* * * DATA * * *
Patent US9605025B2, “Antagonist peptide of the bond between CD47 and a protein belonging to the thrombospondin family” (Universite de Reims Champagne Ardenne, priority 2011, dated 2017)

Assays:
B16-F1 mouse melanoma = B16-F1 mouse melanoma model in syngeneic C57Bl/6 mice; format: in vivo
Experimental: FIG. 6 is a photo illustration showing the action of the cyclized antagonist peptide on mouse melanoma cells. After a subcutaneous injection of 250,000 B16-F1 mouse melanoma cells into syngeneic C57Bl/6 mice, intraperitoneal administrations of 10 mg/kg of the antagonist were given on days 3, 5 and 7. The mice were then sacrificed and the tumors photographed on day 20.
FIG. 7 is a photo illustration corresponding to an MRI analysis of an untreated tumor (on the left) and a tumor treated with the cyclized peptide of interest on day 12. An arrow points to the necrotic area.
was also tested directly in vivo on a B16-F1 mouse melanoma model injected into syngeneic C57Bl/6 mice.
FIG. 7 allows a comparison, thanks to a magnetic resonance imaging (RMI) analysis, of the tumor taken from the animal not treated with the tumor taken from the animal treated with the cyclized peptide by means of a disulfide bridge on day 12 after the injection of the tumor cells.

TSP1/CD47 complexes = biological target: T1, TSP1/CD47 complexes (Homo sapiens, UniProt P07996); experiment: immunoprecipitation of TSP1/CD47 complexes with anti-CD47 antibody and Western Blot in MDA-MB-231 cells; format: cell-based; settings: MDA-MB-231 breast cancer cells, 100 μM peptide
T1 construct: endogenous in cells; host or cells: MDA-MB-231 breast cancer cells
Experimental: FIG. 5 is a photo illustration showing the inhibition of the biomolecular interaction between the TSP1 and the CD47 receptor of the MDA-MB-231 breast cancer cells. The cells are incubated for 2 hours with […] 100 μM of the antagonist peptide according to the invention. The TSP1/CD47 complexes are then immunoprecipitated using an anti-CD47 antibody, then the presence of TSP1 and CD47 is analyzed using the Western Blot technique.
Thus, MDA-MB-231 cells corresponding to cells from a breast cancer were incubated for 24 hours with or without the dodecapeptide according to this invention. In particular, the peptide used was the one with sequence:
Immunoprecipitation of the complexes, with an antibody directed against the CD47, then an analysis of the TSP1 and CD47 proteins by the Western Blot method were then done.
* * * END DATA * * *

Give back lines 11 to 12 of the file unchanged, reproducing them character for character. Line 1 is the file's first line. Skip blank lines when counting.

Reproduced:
Thus, MDA-MB-231 cells corresponding to cells from a breast cancer were incubated for 24 hours with or without the dodecapeptide according to this invention. In particular, the peptide used was the one with sequence:
Immunoprecipitation of the complexes, with an antibody directed against the CD47, then an analysis of the TSP1 and CD47 proteins by the Western Blot method were then done.